By: Eleonore Pauwels and Kunj Bhatt
What happens when we self-create the “largest mass poisoning” ever recorded in world history? This was the case, when UNICEF and the Bangladeshi government drilled wells in order to allow people in South Asia to access the untapped, clean sources of water flowing from the Himalaya Mountains. What they didn’t realize was that the wells passed through many layers of rocks that contained inorganic Arsenic which ultimately leeched in the clean underground water. According to the WHO, Arsenic can have major short and long term health impacts which range from vomiting and diarrhea to the development of cancer. Furthermore, arsenic poisoning can have a major sociocultural impact especially in a country like Bangladesh. In a country with an apparent gender divide, women who become affected by arsenic poisoning may be refused care, divorced, and forced into poverty.
A solution requires an understanding and familiarity of the social, economic, and health perspectives of the problem. Lalitha Sundaram recognized the complexity of this issue and worked with the University of Cambridge’s Arsenic Biosensor Collaboration to design a biosensor that would effectively and efficiently test for arsenic poisoning in the wells. The main goal was to create a technology that could reveal accurate readings of arsenic levels in the water and be affordable for individuals living in rural areas. This type of technology has the potential to save many lives in South Asia as well in other regions across the world. The research team fused a bacterium that detects arsenic with a fluorescent bacterium that produces a green pigment when the arsenic readings are safe and a purple pigment when arsenic readings are hazardous. The bacterium used, Bascillus subtillis, was scientifically proven to pose no threat for human use.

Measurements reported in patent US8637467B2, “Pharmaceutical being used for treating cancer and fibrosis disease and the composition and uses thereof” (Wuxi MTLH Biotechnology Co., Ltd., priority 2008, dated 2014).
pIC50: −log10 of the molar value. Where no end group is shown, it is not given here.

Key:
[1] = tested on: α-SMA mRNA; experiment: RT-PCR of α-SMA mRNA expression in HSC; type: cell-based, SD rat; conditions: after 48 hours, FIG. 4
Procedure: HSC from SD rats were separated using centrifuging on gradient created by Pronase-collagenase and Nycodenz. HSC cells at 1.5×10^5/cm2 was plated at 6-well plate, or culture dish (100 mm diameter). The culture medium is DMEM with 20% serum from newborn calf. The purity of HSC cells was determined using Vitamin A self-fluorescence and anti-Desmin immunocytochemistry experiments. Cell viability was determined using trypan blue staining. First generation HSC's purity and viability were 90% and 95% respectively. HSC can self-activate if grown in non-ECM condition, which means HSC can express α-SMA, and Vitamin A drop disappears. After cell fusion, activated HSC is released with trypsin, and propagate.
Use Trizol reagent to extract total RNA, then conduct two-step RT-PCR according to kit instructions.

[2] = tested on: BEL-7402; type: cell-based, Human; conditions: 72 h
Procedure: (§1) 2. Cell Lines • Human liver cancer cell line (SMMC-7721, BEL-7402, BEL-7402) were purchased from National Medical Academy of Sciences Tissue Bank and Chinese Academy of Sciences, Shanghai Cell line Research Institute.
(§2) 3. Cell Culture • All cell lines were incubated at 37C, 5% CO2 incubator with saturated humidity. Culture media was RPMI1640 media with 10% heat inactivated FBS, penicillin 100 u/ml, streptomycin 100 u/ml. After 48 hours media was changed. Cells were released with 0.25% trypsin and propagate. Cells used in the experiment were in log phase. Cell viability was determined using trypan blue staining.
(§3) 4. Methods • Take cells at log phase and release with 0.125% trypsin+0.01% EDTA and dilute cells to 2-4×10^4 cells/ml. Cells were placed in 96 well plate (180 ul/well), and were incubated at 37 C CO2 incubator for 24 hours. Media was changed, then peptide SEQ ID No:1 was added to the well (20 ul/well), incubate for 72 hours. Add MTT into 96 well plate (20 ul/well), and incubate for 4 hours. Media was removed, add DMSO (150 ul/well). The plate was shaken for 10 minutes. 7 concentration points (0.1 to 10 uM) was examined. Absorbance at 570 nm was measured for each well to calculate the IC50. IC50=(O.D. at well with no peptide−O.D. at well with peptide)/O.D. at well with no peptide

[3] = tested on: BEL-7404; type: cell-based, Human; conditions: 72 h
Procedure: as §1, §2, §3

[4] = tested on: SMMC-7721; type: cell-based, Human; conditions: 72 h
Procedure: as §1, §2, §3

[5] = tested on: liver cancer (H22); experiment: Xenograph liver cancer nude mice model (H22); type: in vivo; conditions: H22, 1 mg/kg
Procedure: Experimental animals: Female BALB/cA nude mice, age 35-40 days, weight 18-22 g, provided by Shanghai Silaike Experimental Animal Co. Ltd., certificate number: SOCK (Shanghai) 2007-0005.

This type of product exemplifies the convergence of creativity and applicability in the real world. We live in a global society; a society in which ideas and resources are shared with individuals who live continents apart from each other. The world is constantly evolving and so is the meaning of innovation. For a product to be innovative, it needs to be disruptive in nature and able to make a long-term impact in the world. These disruptive technologies need to challenge our traditional notions of how we interact with products. They need to be able to have the potential to work both in developed and developing communities around the world. The arsenic biosensor is the perfect reflection of the intersection of these ideologies.